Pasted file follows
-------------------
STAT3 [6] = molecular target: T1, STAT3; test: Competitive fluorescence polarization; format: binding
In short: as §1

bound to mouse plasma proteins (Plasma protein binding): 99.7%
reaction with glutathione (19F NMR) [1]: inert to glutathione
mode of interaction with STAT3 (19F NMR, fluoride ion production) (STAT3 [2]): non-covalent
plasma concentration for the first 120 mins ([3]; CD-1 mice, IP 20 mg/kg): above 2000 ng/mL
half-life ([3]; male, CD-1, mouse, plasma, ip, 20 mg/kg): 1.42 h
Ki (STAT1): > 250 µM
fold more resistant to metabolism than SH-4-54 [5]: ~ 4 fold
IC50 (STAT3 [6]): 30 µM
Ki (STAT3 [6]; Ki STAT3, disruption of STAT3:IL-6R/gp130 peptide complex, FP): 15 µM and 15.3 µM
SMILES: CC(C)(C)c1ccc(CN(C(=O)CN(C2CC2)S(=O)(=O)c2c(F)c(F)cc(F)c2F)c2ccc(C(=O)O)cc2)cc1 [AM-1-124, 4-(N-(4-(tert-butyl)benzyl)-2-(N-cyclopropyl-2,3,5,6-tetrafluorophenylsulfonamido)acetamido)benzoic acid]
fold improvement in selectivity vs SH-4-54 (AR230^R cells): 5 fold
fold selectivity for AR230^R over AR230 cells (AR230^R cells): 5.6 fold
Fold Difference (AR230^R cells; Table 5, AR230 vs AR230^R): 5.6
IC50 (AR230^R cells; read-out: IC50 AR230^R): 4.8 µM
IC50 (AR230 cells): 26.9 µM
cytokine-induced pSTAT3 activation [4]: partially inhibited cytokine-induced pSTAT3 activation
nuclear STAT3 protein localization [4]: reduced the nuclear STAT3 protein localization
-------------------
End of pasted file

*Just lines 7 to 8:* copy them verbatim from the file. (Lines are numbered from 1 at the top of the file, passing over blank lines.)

half-life ([3]; male, CD-1, mouse, plasma, ip, 20 mg/kg): 1.42 h
Ki (STAT1): > 250 µM